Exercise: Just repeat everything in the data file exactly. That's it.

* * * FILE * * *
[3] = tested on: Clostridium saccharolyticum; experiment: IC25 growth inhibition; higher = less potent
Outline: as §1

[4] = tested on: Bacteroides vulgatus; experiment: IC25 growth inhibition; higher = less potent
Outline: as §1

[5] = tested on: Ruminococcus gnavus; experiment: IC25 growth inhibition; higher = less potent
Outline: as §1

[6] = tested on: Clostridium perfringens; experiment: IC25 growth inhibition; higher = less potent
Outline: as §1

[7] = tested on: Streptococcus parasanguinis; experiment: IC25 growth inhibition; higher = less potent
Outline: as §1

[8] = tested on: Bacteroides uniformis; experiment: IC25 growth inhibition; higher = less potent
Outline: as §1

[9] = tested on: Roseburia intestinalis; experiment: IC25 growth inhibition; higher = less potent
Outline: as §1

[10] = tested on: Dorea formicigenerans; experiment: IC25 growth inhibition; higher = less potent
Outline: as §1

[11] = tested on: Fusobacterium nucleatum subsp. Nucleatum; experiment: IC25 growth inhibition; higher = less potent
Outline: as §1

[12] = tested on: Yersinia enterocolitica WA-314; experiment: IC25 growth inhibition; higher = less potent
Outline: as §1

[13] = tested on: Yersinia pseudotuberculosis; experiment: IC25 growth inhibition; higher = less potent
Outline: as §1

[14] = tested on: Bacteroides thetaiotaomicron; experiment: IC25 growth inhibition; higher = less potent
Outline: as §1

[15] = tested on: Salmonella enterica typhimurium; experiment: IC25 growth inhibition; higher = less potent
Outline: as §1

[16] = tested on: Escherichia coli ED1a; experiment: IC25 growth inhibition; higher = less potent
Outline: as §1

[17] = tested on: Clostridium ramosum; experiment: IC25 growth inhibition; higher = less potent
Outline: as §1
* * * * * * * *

[3] = tested on: Clostridium saccharolyticum; experiment: IC25 growth inhibition; higher = less potent
Outline: as §1

[4] = tested on: Bacteroides vulgatus; experiment: IC25 growth inhibition; higher = less potent
Outline: as §1

[5] = tested on: Ruminococcus gnavus; experiment: IC25 growth inhibition; higher = less potent
Outline: as §1

[6] = tested on: Clostridium perfringens; experiment: IC25 growth inhibition; higher = less potent
Outline: as §1

[7] = tested on: Streptococcus parasanguinis; experiment: IC25 growth inhibition; higher = less potent
Outline: as §1

[8] = tested on: Bacteroides uniformis; experiment: IC25 growth inhibition; higher = less potent
Outline: as §1

[9] = tested on: Roseburia intestinalis; experiment: IC25 growth inhibition; higher = less potent
Outline: as §1

[10] = tested on: Dorea formicigenerans; experiment: IC25 growth inhibition; higher = less potent
Outline: as §1

[11] = tested on: Fusobacterium nucleatum subsp. Nucleatum; experiment: IC25 growth inhibition; higher = less potent
Outline: as §1

[12] = tested on: Yersinia enterocolitica WA-314; experiment: IC25 growth inhibition; higher = less potent
Outline: as §1

[13] = tested on: Yersinia pseudotuberculosis; experiment: IC25 growth inhibition; higher = less potent
Outline: as §1

[14] = tested on: Bacteroides thetaiotaomicron; experiment: IC25 growth inhibition; higher = less potent
Outline: as §1

[15] = tested on: Salmonella enterica typhimurium; experiment: IC25 growth inhibition; higher = less potent
Outline: as §1

[16] = tested on: Escherichia coli ED1a; experiment: IC25 growth inhibition; higher = less potent
Outline: as §1

[17] = tested on: Clostridium ramosum; experiment: IC25 growth inhibition; higher = less potent
Outline: as §1